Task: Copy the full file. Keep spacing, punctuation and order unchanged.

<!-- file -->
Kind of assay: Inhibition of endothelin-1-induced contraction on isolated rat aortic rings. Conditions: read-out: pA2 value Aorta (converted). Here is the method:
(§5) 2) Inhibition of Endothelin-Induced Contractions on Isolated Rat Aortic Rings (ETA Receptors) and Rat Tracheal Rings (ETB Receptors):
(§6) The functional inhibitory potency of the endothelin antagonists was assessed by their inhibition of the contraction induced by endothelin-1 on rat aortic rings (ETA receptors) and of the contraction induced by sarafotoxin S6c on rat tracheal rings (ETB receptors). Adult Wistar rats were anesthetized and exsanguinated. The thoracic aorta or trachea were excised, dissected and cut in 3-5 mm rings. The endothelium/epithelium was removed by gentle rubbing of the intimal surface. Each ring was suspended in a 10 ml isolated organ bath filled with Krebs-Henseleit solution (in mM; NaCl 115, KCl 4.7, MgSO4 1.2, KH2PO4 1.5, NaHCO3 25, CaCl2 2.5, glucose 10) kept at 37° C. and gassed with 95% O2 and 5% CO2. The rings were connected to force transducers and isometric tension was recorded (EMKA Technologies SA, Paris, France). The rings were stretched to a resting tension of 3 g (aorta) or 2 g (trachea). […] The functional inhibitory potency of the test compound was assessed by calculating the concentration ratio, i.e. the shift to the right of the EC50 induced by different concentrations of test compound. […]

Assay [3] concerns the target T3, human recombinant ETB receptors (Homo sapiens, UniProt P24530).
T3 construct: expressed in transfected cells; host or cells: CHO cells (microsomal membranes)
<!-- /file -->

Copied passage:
Kind of assay: Inhibition of endothelin-1-induced contraction on isolated rat aortic rings. Conditions: read-out: pA2 value Aorta (converted). Here is the method:
(§5) 2) Inhibition of Endothelin-Induced Contractions on Isolated Rat Aortic Rings (ETA Receptors) and Rat Tracheal Rings (ETB Receptors):
(§6) The functional inhibitory potency of the endothelin antagonists was assessed by their inhibition of the contraction induced by endothelin-1 on rat aortic rings (ETA receptors) and of the contraction induced by sarafotoxin S6c on rat tracheal rings (ETB receptors). Adult Wistar rats were anesthetized and exsanguinated. The thoracic aorta or trachea were excised, dissected and cut in 3-5 mm rings. The endothelium/epithelium was removed by gentle rubbing of the intimal surface. Each ring was suspended in a 10 ml isolated organ bath filled with Krebs-Henseleit solution (in mM; NaCl 115, KCl 4.7, MgSO4 1.2, KH2PO4 1.5, NaHCO3 25, CaCl2 2.5, glucose 10) kept at 37° C. and gassed with 95% O2 and 5% CO2. The rings were connected to force transducers and isometric tension was recorded (EMKA Technologies SA, Paris, France). The rings were stretched to a resting tension of 3 g (aorta) or 2 g (trachea). […] The functional inhibitory potency of the test compound was assessed by calculating the concentration ratio, i.e. the shift to the right of the EC50 induced by different concentrations of test compound. […]

Assay [3] concerns the target T3, human recombinant ETB receptors (Homo sapiens, UniProt P24530).
T3 construct: expressed in transfected cells; host or cells: CHO cells (microsomal membranes)